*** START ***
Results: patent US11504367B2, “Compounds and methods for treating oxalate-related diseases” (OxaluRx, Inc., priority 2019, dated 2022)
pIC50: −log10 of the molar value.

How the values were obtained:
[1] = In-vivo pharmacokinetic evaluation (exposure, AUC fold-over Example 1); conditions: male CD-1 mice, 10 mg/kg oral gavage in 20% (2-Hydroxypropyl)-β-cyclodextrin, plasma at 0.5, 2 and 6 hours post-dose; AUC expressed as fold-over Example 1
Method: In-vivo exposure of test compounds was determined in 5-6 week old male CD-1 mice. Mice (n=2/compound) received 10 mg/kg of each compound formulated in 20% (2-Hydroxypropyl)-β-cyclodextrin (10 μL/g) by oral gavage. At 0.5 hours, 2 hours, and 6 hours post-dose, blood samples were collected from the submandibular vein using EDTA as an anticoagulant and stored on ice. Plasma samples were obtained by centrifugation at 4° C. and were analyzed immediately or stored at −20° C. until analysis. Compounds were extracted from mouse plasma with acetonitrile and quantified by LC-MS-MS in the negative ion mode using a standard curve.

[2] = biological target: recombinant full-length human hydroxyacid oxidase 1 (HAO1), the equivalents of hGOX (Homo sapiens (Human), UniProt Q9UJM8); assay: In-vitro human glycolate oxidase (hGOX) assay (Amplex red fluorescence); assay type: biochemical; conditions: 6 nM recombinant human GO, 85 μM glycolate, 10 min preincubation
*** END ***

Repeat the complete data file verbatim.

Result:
Results: patent US11504367B2, “Compounds and methods for treating oxalate-related diseases” (OxaluRx, Inc., priority 2019, dated 2022)
pIC50: −log10 of the molar value.

How the values were obtained:
[1] = In-vivo pharmacokinetic evaluation (exposure, AUC fold-over Example 1); conditions: male CD-1 mice, 10 mg/kg oral gavage in 20% (2-Hydroxypropyl)-β-cyclodextrin, plasma at 0.5, 2 and 6 hours post-dose; AUC expressed as fold-over Example 1
Method: In-vivo exposure of test compounds was determined in 5-6 week old male CD-1 mice. Mice (n=2/compound) received 10 mg/kg of each compound formulated in 20% (2-Hydroxypropyl)-β-cyclodextrin (10 μL/g) by oral gavage. At 0.5 hours, 2 hours, and 6 hours post-dose, blood samples were collected from the submandibular vein using EDTA as an anticoagulant and stored on ice. Plasma samples were obtained by centrifugation at 4° C. and were analyzed immediately or stored at −20° C. until analysis. Compounds were extracted from mouse plasma with acetonitrile and quantified by LC-MS-MS in the negative ion mode using a standard curve.

[2] = biological target: recombinant full-length human hydroxyacid oxidase 1 (HAO1), the equivalents of hGOX (Homo sapiens (Human), UniProt Q9UJM8); assay: In-vitro human glycolate oxidase (hGOX) assay (Amplex red fluorescence); assay type: biochemical; conditions: 6 nM recombinant human GO, 85 μM glycolate, 10 min preincubation